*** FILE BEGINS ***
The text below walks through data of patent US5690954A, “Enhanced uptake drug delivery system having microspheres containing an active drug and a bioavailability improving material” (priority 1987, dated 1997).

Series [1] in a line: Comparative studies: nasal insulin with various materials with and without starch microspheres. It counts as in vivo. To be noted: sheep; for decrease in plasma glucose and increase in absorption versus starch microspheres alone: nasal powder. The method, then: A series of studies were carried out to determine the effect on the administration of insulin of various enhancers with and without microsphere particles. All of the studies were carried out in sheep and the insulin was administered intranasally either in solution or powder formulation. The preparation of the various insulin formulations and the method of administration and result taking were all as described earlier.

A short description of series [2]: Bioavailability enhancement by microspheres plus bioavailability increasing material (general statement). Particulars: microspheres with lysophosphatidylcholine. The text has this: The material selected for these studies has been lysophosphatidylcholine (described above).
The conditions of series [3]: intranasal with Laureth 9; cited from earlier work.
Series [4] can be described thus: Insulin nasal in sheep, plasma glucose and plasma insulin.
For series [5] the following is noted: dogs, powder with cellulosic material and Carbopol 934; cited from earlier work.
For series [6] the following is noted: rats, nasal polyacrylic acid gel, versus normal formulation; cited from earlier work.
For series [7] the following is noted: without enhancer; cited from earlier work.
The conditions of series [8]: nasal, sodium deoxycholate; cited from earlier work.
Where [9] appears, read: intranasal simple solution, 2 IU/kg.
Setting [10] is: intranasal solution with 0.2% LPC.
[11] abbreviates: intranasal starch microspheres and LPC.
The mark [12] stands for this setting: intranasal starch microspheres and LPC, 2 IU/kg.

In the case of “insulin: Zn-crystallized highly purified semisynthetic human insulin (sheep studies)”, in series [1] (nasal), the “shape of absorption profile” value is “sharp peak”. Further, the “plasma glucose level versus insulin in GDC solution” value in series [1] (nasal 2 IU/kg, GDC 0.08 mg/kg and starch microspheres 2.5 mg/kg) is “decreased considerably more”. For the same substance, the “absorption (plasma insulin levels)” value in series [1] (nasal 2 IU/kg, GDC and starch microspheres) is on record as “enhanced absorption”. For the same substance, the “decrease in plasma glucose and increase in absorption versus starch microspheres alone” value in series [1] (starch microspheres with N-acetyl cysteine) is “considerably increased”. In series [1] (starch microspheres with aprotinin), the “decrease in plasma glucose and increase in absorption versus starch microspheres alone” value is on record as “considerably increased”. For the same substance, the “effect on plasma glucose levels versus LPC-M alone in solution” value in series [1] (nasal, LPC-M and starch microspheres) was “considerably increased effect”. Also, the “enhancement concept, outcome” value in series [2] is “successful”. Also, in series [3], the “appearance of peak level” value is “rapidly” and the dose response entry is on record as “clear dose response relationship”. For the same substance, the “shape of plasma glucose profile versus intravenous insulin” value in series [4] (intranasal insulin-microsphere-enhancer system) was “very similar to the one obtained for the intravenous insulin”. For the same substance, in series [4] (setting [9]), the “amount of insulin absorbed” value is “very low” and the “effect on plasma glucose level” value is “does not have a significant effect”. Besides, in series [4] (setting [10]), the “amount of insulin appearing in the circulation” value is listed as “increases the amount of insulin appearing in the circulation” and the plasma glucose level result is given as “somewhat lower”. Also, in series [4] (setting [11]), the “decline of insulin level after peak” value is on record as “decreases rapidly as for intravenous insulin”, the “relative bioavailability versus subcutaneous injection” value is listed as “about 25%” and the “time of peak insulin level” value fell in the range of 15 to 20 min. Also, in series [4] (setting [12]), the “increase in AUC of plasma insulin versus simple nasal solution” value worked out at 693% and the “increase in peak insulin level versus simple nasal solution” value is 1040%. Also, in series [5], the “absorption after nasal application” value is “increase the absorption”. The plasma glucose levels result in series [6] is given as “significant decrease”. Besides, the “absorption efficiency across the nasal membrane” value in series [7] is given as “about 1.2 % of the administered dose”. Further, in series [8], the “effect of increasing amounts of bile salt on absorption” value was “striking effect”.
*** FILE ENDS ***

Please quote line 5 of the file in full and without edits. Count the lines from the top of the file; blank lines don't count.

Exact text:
Series [4] can be described thus: Insulin nasal in sheep, plasma glucose and plasma insulin.